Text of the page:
Whilst I’m not 100% convinced yet that Cloud-based apps need a Cloud-centric desktop, I do like the idea that OS platforms need to make it much easier for users to get online, find and use these new tools that are becoming so important to us all (well in non-corporate environments at least).

Download Peppermint and check it out.

IBM and Canonical launch netbook platform

This is exciting news – a combined IBM and Ubuntu based netbook platform designed for on-premise and cloud-based collaboration and aimed at emerging markets such as Africa:

IBM, Canonical and Partners Launch Cloud- and Linux-based Netbook Software in Africa

IBM Client for Smart Work Helps Bridge the Digital Divide for Businesses

ARMONK, N.Y. and JOHANNESBURG, South Africa, Sept. 23 /PRNewswire-FirstCall/ —
Today IBM (NYSE: IBM) and Canonical are introducing a new, flexible personal computing software package for netbooks and other thin client devices to help businesses in Africa bridge the digital divide by leapfrogging traditional PCs and proprietary software. This is the first cloud- and premise-based Linux netbook software package offered by IBM and Canonical.

Part of IBM’s Smart Work Initiative, the new package targets the rising popularity of low-cost netbooks to make IBM’s industrial-strength software affordable to new, mass audiences in Africa. Businesses that could not afford traditional PCs for all employees can now use any type of device and low-cost software to enable all workers to work smarter anywhere using a variety of devices, regardless of the level of communications infrastructure.

The IBM Client for Smart Work is now available across Africa and is being piloted for other emerging and growth markets worldwide. The solution includes open standards-based email, word processing, spreadsheets, unified communication, social networking and other software for any laptop, netbook, or a variety of mobile devices. It runs on Canonical’s Ubuntu Linux operating system, and provides the option to deliver collaboration through the Web in a cloud service model. This software bundle can also be extended to virtualized workspaces using VERDE from Virtual Bridges, which is available locally through business partners and voice-based collaboration pilots through IBM Research. IBM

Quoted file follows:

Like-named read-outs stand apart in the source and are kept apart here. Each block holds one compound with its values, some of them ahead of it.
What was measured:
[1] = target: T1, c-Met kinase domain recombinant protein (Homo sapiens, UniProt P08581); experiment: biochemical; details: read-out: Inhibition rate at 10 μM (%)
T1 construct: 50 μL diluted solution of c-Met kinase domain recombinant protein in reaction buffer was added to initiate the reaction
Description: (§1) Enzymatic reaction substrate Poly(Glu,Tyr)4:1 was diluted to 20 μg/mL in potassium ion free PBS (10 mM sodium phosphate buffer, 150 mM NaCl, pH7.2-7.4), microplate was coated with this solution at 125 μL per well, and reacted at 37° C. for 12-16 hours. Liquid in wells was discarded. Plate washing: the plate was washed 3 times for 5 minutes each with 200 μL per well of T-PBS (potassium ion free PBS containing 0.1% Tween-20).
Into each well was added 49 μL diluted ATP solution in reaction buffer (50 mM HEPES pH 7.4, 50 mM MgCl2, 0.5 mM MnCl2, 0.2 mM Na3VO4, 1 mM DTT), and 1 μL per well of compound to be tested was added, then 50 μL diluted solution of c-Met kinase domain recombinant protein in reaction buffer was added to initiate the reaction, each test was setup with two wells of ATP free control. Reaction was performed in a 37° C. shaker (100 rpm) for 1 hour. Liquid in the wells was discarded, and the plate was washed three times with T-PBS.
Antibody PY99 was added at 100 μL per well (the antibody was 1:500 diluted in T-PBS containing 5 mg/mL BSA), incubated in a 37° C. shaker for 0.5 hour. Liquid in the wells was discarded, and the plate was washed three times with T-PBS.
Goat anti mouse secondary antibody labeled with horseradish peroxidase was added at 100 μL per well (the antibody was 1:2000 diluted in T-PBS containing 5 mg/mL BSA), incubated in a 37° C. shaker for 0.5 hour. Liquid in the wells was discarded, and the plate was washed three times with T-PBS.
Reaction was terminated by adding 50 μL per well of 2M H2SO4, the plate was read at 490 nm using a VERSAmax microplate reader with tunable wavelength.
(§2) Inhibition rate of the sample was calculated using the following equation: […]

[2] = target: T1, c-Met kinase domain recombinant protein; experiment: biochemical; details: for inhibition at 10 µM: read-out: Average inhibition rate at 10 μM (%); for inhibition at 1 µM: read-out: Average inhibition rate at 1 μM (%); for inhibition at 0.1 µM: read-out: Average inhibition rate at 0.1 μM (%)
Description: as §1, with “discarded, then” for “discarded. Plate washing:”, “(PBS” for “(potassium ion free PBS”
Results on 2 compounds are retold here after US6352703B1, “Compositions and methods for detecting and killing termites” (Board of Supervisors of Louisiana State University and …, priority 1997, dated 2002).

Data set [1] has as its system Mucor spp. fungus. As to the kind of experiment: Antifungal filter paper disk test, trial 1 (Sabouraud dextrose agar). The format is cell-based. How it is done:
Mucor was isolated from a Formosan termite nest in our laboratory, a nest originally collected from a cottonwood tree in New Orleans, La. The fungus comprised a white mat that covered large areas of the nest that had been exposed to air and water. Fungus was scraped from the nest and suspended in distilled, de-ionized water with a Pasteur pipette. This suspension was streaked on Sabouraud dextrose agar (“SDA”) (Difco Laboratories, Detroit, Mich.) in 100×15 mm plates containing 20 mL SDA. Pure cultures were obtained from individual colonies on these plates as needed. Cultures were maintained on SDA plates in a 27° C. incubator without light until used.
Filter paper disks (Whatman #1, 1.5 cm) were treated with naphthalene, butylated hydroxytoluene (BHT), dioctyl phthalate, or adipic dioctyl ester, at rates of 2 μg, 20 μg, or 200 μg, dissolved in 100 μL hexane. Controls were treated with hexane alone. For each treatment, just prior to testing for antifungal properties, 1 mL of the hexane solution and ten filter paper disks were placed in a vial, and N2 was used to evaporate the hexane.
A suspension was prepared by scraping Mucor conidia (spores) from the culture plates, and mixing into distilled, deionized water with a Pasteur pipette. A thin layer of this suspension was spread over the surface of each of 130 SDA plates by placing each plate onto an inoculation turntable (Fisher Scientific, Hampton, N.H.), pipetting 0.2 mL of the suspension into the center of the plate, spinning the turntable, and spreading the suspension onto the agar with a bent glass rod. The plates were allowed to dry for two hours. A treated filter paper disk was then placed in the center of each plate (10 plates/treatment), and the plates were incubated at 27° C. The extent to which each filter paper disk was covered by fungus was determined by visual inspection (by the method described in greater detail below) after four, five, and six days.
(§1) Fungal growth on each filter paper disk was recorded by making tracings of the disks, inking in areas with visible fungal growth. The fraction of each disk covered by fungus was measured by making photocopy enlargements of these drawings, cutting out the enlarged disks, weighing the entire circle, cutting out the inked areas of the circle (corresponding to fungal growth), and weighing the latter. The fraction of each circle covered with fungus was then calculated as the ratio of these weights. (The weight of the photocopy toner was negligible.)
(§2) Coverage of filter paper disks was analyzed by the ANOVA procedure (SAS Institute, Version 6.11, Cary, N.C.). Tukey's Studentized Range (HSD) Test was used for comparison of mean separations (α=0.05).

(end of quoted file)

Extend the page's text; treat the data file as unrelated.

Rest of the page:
estimates that it delivers up to 50 percent savings per seat versus aMicrosoft-based desktop.

“Businesses in emerging markets are looking to gain the freedom and flexibility afforded by open standards,” said Bob Picciano, General Manager, IBM Lotus Software. “The IBM Client for Smart Work builds on the movement toward open
standards and Web-based personal computing by giving people the power to work smarter, regardless of device.”

More >

Whilst I personally would have loved the solution to have a more innovative and engaging name than “IBM Client for Smart Work“, I think IBM should be applauded for making a foray into building solutions explicitly for the emerging market, for creating a solution that embraces both on-premise and cloud-based computing, and its good to see the links between Lotus and Canonical becoming ever stronger.

For more information, check out Ed Brill’s post and this very detailed summary at Gadget Reviews.

Image:IBM open collaboration client solution: Migrating applications to the Linux desktop

IBM open collaboration client solution: Migrating applications to the Linux desktop

Image:IBM open collaboration client solution: Migrating applications to the Linux desktop

We are really seeing a surge in interest around migration of desktops to Linux, and IBM is doing some great work on pushing Lotus solutions as the natural choice for collaboration and productivity tools on that platform.  Some good examples of this have been the recent “Lotus on Redhat” promotion, the VDEL OpenReferent solution and the longer-standing SUSE Open Collaboration Client product.

With regard to the SUSE option, developerWorks have produced four really useful whitepapers covering the migration process:
IBM open collaboration client solution: An introduction
IBM open collaboration client solution: Organizational planning and user segmentation for desktop migration
IBM open collaboration client solution: Technical planning requirements for desktop migration

And now the latest one:
IBM open collaboration client solution: Migrating applications to the Linux desktop

Have you wanted to port your infrastructure and business line applications to a Linux desktop environment, but been deterred by the need to access critical Microsoft Windows or legacy applications? Finding a way to support these critical business line applications is crucial when considering the move to Linux. This article highlights the various tools that let you access these applications from Linux desktops.

In the paper the authors cover tools such as Diamond Edge, Mainsoft, Win4Lin Pro and Ericom software – all really useful if you are going to be looking to migrate a suite of enterprise applications (and their users) across to the open platform…